The wrong kind of war

Does the war in Afghanistan keep our streets safe? Both the current and the previous government claim that it does, but the real answer is probably not. Every attack directed at the Taliban and al-Qaida, even precise drone attacks, provides a justification for mobilising more recruits.

But would withdrawal from Afghanistan be any better? That is what critics of the war propose. And again, the answer is probably not. Many Afghans fear that it could mean a return to civil war or a victory for the Taliban – at least in parts of the country – and that, in turn, would mean a base for al-Qaida.

So is there any other approach? I believe there is, through a transformation of how we do security. Instead of the classic national security approach aimed at protecting the state from attack using military force, there is a human security approach, based on protecting individuals worldwide from a range of risks (violence, natural disasters, famine or disease, for instance) using a mixture of military and civilian forces under international authorisation.

What would it mean to apply such an approach in Afghanistan? First, the effort would focus on the security of Afghans as well as British or Americans, rather than the defeat of an enemy. In fact, the strategy adopted by Barack Obama last autumn is based on "population security". But population security is seen as a means to an end, and the end is the defeat of US enemies. This matters in strategic terms since Afghans see themselves as pawns in a wider battle and cannot have confidence in the international presence; it is perhaps the biggest obstacle to human security.

And it matters in tactical terms. Even though the Americans have been ordered to minimise civilian casualties, Afghan lives are still sacrificed for the greater goal of defeating the Taliban or al-Qaida – an Afghan life is still not treated as equal to a British or American life. General Stanley McChrystal has ordered a reduction in air strikes to reduce "collateral" damage. But Afghan civilians are still being killed in night raids on suspected Taliban hideouts. Moreover the civilian effort, which is supposed to assist the daily lives of Afghans, is totally inadequate.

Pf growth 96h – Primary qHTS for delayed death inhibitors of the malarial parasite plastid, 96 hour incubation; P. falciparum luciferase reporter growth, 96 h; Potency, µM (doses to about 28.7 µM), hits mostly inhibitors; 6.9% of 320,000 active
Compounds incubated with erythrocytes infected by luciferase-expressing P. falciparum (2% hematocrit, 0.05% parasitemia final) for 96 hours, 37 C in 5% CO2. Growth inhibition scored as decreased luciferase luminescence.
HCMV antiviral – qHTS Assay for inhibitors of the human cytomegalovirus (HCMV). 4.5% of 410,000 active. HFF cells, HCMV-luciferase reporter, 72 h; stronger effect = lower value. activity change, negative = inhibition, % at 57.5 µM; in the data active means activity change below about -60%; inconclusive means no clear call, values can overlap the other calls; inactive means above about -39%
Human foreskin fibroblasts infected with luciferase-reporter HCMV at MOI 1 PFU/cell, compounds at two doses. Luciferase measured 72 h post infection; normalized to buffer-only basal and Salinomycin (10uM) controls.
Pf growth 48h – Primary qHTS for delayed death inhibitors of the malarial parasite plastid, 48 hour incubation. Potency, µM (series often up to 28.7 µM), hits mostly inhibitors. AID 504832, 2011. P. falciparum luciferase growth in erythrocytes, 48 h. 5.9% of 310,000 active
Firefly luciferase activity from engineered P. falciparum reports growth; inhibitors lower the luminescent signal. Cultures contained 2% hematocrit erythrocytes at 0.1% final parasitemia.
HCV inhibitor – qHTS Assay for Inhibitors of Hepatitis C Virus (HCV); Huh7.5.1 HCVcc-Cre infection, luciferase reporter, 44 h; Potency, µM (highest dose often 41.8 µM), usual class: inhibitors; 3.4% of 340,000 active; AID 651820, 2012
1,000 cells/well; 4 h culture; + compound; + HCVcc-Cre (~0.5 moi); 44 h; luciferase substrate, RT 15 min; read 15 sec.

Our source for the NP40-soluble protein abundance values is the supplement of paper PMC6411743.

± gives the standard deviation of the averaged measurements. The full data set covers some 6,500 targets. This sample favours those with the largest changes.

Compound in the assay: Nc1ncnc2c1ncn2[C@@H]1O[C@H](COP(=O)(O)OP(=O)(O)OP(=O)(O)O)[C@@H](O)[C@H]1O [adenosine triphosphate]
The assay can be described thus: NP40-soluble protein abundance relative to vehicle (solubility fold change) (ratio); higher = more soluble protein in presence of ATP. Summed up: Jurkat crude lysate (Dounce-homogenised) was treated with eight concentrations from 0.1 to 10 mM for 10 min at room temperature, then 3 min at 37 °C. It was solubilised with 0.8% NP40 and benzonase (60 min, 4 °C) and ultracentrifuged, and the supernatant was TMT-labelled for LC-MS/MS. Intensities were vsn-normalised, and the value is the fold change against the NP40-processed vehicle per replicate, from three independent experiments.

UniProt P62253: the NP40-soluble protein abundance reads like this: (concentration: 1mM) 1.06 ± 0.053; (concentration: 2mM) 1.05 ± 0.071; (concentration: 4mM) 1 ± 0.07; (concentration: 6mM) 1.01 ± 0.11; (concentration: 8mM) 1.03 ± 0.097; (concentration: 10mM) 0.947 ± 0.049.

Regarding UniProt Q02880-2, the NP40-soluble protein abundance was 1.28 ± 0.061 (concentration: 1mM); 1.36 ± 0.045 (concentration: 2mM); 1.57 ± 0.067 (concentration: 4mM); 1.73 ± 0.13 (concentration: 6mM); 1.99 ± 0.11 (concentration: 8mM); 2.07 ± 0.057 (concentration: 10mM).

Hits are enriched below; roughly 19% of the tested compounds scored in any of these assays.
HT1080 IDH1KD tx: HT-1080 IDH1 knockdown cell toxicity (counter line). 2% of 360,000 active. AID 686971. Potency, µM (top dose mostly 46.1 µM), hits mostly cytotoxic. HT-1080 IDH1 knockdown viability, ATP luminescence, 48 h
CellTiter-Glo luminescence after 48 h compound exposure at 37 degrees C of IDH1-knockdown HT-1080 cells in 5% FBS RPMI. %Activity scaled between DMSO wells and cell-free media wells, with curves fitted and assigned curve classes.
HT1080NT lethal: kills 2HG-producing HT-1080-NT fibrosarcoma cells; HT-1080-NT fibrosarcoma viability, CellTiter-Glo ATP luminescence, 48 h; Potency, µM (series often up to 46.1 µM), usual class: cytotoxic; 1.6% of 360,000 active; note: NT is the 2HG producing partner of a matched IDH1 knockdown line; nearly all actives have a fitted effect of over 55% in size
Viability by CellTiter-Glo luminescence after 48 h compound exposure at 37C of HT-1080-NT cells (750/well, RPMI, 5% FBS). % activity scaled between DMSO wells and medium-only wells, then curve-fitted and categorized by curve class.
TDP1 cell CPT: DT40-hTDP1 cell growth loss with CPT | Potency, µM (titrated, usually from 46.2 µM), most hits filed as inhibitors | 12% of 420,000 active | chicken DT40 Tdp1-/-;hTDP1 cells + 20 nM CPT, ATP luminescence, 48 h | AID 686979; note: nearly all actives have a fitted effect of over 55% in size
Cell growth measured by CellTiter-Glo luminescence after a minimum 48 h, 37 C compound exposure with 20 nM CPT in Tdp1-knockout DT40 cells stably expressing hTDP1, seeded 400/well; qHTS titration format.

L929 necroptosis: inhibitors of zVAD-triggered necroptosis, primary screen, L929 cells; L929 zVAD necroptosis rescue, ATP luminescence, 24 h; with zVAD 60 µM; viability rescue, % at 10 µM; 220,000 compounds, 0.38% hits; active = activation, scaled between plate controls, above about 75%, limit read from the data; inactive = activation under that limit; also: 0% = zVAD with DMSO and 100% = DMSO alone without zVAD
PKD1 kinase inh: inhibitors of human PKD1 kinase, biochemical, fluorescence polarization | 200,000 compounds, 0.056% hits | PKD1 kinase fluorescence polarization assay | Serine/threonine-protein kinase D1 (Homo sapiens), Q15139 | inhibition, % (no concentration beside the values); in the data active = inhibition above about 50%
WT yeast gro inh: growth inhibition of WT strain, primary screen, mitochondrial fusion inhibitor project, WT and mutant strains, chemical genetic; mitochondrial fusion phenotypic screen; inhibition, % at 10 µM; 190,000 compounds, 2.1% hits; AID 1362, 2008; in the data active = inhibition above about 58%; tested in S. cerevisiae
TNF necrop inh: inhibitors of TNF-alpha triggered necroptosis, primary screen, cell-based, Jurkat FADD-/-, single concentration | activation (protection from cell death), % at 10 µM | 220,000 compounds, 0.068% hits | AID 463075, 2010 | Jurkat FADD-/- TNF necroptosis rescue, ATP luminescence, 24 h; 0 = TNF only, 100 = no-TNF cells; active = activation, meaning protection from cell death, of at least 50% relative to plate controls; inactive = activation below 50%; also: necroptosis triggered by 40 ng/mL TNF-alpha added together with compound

Human security in the long term can only be guaranteed by trusted political and legal authorities. The Karzai government lacks legitimacy, especially after last year's fraudulent elections, and has passed repressive legislation on women. Many Afghans seek Taliban protection because they experience the government as corrupt and predatory, and they fear nervy western soldiers.

Establishing trust is all about the relationship between government and governed. Even though the new strategy emphasises local governance, the fashionable tool is "government in a box" – a sort of technical imposition of state capacity from above. What is needed is the involvement of civil society in establishing a framework for a new, much more legitimate government.

Human security missions must operate within a multilateral framework. At present in Afghanistan, there are two commands – Nato, authorised by the UN, and Operation Enduring Freedom, under US command. Even though McChrystal has taken charge of both, these two commands epitomise the tension between the goal of protecting Afghans and the goal of defeating America's enemies. There should be a single UN command whose mandate is to protect Afghans. Moreover, there are huge numbers of badly co-ordinated agencies, governments and NGOs absorbing the aid that should go to Afghans. A human security approach would provide a commonly agreed narrative, which is impossible at present.

Finally, a human security approach has to be civilian-led. McChrystal's strategy was a big step forward, but the international effort is overly militarised. The UN special representative is squeezed between the government and the military effort, and the US special representative, Richard Holbrooke, is hardly visible.

These proposals are not just applicable to Afghanistan; they could be adopted in other dangerous places, like the Democratic Republic of Congo or Somalia. Indeed elements of a human security approach have been developed within UN or EU missions – but not on a scale to address 21st-century security risks.

There are large parts of the world where people live intolerably insecure lives and face further threat from financial crises or climate change – and nor can the rich parts of the world any longer insulate themselves from insecurity elsewhere. No more can we afford to fritter away literally trillions on anachronistic fears.

Mary Kaldor, a professor of global governance and co-director of LSE Global Governance at the London School of Economics.